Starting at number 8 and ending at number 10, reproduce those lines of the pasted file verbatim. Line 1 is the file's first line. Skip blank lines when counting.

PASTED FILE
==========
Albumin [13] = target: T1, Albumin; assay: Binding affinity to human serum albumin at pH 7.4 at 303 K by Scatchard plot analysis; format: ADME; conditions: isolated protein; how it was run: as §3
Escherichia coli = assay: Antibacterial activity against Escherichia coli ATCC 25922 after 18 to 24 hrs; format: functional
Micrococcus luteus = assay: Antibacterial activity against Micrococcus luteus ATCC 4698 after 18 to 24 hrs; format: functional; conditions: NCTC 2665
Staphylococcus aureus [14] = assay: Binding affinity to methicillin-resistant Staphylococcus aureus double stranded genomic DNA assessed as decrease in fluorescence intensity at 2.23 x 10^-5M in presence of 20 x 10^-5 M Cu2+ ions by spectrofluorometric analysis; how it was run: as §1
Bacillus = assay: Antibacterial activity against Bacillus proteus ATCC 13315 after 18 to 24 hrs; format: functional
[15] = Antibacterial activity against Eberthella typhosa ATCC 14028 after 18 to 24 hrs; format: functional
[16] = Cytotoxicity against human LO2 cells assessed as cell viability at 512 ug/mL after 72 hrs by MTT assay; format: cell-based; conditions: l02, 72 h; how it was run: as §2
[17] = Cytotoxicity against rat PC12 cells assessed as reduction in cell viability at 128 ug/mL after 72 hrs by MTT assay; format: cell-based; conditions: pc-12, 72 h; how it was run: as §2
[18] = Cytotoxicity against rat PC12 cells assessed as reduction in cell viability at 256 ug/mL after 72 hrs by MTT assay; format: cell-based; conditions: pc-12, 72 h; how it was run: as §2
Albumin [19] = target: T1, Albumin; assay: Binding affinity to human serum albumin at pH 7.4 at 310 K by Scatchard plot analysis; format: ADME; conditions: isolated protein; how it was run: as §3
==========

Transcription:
[17] = Cytotoxicity against rat PC12 cells assessed as reduction in cell viability at 128 ug/mL after 72 hrs by MTT assay; format: cell-based; conditions: pc-12, 72 h; how it was run: as §2
[18] = Cytotoxicity against rat PC12 cells assessed as reduction in cell viability at 256 ug/mL after 72 hrs by MTT assay; format: cell-based; conditions: pc-12, 72 h; how it was run: as §2
Albumin [19] = target: T1, Albumin; assay: Binding affinity to human serum albumin at pH 7.4 at 310 K by Scatchard plot analysis; format: ADME; conditions: isolated protein; how it was run: as §3